Take, for example, certain fashion trends from the West, which had some impact here. At the same time, other trends have grown on our very soil. One such trend is the cynicism and indifference towards public affairs. In the West, these people wear cowboy jeans and long hair, they don’t shave, in fact, in the most „progressive” groups they don’t wear underwear, and they neglect personal hygiene […] But the point is that the Hungarian Young Communist League is not fashion designer company, nor a hairstylist studio. It need not bother with such things.
This is a quote from the speech of János Kádár at the Congress of the Hungarian Young Communist League on 29 June 1967.
The black and white and coloured photos of the exhibition offer a sneak peek into the Hungarian fashion in the ’70s when economic growth and relaxed ideological control allowed for the fashion industry's glooming period. We played with the idea of what content and hashtags Instagram profiles would have been full of during the Kádár era. The displayed world of the “happiest barracks” would have possibly been as idealized as today’s Instagram. Instead of traditional photo descriptions, we sought to make the hashtags recall the everyday and special moments of the era. We see fashion photos in the broadest sense, documentation of the clothing culture of the era, through amateur photos and slides whose authors are unknown.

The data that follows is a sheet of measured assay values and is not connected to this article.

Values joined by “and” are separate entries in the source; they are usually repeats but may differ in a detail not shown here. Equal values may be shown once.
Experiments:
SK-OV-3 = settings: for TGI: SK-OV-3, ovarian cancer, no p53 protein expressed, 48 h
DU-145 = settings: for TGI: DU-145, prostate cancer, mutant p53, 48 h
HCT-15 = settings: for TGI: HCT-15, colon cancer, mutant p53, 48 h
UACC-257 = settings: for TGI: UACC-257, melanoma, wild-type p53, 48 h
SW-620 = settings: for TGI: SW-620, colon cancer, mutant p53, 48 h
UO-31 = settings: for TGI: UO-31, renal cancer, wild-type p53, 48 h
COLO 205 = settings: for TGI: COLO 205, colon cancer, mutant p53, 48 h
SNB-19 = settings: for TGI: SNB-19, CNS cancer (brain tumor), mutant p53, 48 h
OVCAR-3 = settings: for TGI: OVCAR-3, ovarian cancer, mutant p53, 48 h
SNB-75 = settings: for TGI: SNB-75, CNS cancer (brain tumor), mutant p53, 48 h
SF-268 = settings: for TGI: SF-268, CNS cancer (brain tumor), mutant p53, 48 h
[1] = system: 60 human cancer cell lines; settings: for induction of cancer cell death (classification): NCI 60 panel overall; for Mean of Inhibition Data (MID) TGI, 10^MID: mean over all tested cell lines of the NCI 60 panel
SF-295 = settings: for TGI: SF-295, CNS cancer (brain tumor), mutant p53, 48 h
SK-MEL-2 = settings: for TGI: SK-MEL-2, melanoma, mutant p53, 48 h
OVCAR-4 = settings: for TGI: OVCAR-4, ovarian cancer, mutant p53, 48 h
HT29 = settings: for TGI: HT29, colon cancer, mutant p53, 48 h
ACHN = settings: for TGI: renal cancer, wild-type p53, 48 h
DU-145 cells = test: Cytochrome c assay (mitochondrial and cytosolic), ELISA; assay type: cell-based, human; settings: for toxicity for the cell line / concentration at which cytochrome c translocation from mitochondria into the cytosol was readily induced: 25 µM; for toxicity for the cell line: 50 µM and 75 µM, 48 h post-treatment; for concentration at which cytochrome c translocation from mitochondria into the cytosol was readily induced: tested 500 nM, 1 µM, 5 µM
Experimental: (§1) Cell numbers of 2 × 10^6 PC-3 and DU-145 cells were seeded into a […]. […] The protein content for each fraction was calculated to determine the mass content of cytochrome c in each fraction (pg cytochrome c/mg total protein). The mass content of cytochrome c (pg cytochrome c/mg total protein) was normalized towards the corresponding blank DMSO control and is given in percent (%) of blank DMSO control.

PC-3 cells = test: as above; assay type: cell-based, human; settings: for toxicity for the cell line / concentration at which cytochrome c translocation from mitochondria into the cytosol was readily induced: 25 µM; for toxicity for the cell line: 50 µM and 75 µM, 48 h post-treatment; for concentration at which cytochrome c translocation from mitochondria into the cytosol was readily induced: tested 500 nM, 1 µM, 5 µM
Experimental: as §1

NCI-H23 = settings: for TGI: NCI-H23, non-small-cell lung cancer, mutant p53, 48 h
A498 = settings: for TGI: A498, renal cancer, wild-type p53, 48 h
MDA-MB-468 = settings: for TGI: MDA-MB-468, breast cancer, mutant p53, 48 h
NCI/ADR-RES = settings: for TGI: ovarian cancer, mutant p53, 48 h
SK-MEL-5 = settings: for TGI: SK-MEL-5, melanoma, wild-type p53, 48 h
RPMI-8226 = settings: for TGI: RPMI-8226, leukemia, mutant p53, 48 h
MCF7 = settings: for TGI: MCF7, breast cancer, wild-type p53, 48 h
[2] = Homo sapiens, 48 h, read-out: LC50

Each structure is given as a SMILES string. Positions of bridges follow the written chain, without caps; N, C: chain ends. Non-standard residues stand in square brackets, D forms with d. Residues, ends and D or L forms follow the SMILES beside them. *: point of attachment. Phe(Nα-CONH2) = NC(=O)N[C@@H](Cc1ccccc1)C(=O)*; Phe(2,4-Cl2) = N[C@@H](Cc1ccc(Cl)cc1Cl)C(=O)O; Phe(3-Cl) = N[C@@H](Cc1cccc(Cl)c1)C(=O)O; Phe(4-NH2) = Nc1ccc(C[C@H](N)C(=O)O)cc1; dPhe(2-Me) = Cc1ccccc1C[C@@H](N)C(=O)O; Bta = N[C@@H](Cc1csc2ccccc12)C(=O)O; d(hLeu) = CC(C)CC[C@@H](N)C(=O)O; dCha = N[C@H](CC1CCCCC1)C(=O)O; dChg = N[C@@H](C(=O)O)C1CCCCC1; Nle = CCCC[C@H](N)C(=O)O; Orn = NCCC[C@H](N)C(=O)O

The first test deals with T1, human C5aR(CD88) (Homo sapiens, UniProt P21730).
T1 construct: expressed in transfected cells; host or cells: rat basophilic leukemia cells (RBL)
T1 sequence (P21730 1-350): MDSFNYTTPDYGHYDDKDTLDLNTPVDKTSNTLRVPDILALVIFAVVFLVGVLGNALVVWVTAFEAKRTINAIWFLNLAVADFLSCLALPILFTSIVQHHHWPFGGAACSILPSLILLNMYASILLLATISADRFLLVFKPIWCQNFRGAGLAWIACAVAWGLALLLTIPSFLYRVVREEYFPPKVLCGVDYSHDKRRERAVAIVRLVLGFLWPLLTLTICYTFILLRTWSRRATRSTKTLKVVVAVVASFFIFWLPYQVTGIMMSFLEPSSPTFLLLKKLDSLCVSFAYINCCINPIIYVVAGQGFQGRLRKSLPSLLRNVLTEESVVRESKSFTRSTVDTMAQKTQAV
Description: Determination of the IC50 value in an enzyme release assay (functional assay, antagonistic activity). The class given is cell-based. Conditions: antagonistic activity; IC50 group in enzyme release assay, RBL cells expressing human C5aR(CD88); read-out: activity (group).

Increasing life standards brought along growth in the fashion and clothing industry. The Ruhaipari Tervező Vállalat (Clothing Industry Design Company) and its successors have dominated the clothing industry and fashion until the fall of the socialist regime. The company’s designers were allowed on more and more "reconnaissance missions” abroad. However, domestic and foreign fashion shows only served as a “showcase”, not representing what would actually be available in stores. From 1974, the Magyar Divat Intézet (Hungarian Fashion Institute) was tasked with coordinating fashion trends with raw material manufacturers and paint factories and compiling collections based on market research reports. The “Trend Collections” were presented to designers and product developers, and raw material manufacturers in the year before each respective period. The presentation was followed in each case by a discussion. The final collection could only be seen by the press after that. At these “special shows”, they decided what the customers will see in the stores next year. The standardized designs and tailoring patterns guaranteed a conformist, “good socialist taste”. These were praised by journalists on the columns of the Nők Lapja (Women’s Magazine), Pesti Divat (Pest Fashion), and Ez a divat (This is Fashion), proclaiming the superiority of socialist taste. In addition to print media, young people’s taste was also influenced by other contemporary media outlets, such as advertisements, movies, television programs, social events, celebrations, parties, sports events, and construction summer camps.
The exhibition’s curators are Dr Attila Doboviczki and Petra Egri (fashion and performance art researcher).
The exhibition was created in the media lab of the Department of Communication and Media Studies, UP.
Mindennapok Rákosi és Kádár korában: Új utak a szocialista korszak kutatásában, szerk. Horváth Sándor, Nyitott Könyvműhely, Budapest, 2008
KÁDÁR János, Hazafiság és internacionalizmus ,Budapest, Kossuth Könyvkiadó,1968